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  • mediazioni e arbitrati, risoluzione alternativa delle controversie e servizi di mediazione e arbitrato


    » 03/16/2010, 00.00

    TURKEY

    Europe is asking Ankara to recognize the Ecumenical Patriarchate and other religious minorities

    NAT da Polis

    A ruling of the European Commission for Democracy says in fact that the title "ecumenical" Patriarchate of Constantinople is universally recognized and it does not understand the insistence of Turkish authorities in denying a historically established fact. Europe’s warning useful to Erdogan's in his battle to reform the constitution.

    Istanbul (AsiaNews) - The European Commission for Democracy has made a ruling urging Turkey to recognize as from time immemorial the entire international community has done, the status of the Ecumenical Patriarchate and its historical role as it was already defined the sixth century. In the same ruling the legal status of all religious minorities in Turkey is recognized.  

    The committee, the so-called Venice committee, named after the lagoon city where it gathered the day before yesterday, is part of the Council of Europe, which brings together 47 states, including Turkey.

    The Turkish authorities, since the foundation of the Turkish Republic in 1923, have refused to recognize the religious status of the See of Constantinople, considering it simply as a single diocese of the Orthodox community and the recognizing the Patriarch of Constantinople the sole function of the pastor of his community.  

    This ruling, observes the noted journalist, editor of www.amen.gr Nikos Papachristou, in addition to restoring the historic right of Constantinople, lays the foundation not only for the reopening of the Theological School of Halki (pictured), but also to change the current situation, for which the metropolitans must be Orthodox Christians of Turkish nationality.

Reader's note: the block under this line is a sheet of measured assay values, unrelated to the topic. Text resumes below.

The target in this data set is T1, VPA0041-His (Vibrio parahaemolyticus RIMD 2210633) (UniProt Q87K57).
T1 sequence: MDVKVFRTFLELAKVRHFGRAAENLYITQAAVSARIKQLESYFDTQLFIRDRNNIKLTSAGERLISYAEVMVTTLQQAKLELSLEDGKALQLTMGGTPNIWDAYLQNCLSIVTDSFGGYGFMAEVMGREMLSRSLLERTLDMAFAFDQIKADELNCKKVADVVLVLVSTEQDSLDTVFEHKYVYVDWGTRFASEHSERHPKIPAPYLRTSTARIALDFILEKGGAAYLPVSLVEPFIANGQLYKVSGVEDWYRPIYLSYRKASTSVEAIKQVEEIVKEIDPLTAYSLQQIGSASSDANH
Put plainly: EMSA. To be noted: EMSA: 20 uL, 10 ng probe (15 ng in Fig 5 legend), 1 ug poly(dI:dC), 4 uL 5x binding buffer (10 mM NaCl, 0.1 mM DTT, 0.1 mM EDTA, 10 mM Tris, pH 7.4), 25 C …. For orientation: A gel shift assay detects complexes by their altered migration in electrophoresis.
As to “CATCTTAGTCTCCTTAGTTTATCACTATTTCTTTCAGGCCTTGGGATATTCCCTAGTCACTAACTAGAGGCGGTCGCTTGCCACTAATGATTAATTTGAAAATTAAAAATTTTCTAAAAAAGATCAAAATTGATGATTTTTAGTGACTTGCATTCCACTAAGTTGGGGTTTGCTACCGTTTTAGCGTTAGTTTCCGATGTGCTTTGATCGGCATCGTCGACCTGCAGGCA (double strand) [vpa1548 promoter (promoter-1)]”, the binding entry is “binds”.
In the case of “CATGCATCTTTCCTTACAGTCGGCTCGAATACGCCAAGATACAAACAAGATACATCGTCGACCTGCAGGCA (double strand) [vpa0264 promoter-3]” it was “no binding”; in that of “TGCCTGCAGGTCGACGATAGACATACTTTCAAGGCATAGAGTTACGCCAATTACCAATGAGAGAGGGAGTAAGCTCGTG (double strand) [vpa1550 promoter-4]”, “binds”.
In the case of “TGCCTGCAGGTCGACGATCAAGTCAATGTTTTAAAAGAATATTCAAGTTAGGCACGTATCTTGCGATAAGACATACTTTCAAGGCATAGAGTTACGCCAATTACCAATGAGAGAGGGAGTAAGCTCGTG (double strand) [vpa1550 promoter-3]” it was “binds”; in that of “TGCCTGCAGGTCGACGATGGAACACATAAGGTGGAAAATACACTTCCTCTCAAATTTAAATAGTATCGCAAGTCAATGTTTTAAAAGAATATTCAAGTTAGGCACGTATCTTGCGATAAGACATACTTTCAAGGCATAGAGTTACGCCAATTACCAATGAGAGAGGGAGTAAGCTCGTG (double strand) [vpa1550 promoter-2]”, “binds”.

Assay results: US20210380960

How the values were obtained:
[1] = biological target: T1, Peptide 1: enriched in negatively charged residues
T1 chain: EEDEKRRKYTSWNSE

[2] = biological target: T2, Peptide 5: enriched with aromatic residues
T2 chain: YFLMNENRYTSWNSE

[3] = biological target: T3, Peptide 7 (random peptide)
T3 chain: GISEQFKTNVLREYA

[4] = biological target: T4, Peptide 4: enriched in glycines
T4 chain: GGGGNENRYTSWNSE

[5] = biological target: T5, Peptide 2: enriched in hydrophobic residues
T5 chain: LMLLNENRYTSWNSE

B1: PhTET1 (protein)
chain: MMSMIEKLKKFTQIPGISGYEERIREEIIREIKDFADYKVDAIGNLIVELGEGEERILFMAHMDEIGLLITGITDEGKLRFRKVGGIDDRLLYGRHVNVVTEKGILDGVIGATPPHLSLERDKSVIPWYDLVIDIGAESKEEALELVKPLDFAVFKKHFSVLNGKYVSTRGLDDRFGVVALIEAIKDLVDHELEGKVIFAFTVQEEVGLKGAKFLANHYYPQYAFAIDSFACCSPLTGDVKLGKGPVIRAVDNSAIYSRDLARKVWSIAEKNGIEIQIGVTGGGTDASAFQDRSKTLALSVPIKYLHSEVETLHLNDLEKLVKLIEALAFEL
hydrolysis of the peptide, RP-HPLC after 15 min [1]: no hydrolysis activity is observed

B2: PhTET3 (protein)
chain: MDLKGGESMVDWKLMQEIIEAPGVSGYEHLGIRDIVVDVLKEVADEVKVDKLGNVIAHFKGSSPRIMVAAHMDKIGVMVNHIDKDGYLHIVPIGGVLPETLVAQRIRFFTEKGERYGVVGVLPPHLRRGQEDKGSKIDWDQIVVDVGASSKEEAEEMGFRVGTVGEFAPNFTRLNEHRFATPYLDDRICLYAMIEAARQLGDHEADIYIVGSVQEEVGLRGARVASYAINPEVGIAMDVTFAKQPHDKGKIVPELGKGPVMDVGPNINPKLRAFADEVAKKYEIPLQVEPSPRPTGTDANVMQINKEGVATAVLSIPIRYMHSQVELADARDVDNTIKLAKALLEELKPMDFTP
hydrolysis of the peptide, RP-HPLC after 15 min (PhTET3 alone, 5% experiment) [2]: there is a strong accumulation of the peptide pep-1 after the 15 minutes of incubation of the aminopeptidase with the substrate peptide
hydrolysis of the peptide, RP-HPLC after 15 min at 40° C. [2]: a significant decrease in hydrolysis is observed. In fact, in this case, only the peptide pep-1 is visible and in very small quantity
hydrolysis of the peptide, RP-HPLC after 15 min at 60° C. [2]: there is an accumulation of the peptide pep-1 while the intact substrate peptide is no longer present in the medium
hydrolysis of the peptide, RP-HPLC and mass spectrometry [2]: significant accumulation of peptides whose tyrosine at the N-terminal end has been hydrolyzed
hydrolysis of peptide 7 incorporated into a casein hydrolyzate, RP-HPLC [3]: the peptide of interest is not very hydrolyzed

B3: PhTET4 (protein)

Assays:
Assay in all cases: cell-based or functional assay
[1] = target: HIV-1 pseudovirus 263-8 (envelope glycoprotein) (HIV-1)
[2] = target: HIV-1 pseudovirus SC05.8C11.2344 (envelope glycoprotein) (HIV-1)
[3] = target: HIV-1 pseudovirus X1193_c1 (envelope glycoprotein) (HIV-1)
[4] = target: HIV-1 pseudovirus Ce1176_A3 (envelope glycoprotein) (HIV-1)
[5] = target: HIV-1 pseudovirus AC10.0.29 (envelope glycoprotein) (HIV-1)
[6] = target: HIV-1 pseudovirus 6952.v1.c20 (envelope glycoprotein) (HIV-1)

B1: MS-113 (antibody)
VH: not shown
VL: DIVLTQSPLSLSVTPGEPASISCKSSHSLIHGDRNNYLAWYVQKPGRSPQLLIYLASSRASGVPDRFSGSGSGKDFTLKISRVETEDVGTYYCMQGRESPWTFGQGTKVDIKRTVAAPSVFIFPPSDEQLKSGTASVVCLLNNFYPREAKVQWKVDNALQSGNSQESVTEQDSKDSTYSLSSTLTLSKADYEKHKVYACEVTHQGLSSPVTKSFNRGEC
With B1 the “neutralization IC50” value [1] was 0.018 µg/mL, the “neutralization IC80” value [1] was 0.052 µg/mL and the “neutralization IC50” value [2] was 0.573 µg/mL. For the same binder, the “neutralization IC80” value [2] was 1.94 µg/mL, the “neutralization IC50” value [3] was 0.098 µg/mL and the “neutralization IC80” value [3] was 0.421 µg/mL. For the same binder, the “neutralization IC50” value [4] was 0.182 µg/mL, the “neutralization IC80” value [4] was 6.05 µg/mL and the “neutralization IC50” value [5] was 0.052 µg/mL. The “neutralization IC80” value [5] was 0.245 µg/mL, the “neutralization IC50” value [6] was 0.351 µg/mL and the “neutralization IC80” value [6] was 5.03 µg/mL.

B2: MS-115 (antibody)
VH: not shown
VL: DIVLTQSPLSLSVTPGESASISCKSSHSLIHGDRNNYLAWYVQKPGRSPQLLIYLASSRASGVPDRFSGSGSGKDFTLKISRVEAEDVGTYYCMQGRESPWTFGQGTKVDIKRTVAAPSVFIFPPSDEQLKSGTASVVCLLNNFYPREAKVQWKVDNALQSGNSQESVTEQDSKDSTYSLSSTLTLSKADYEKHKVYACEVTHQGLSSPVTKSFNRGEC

The Commission states that the title "ecumenical" from the Patriarchate of Constantinople is universally recognized and that it does not understand the insistence of Turkish authorities in not recognizing a historically defined fact that is accepted throughout the world. This committee links the work of the theological school to the role of the Ecumenical Patriarchate and has called for its immediate reopening. It explicitly calls on Turkey to legally recognise the Ecumenical Patriarchate and all the religious communities present in Turkey. The discussion was attended by two representatives of the government from Ankara, whose arguments were rejected.

    The committee also reminded Turkey of compliance with Article 9 of the Treaty on Human Rights, which establishes the right to religious freedom, which must not hinder the exercise of religious functions and the See of Constantinople to be titled the Ecumenical Patriarchate. Certainly, it is said in the ruling, Turkey is not obliged to recognize the ecumenical title, but it can not, however, force anyone to deny this historical title that is defined and universally accepted. And on that point, the grand jury said they did not understand the legal reasons for which Turkey refuses to recognize the historic role of the patriarchate.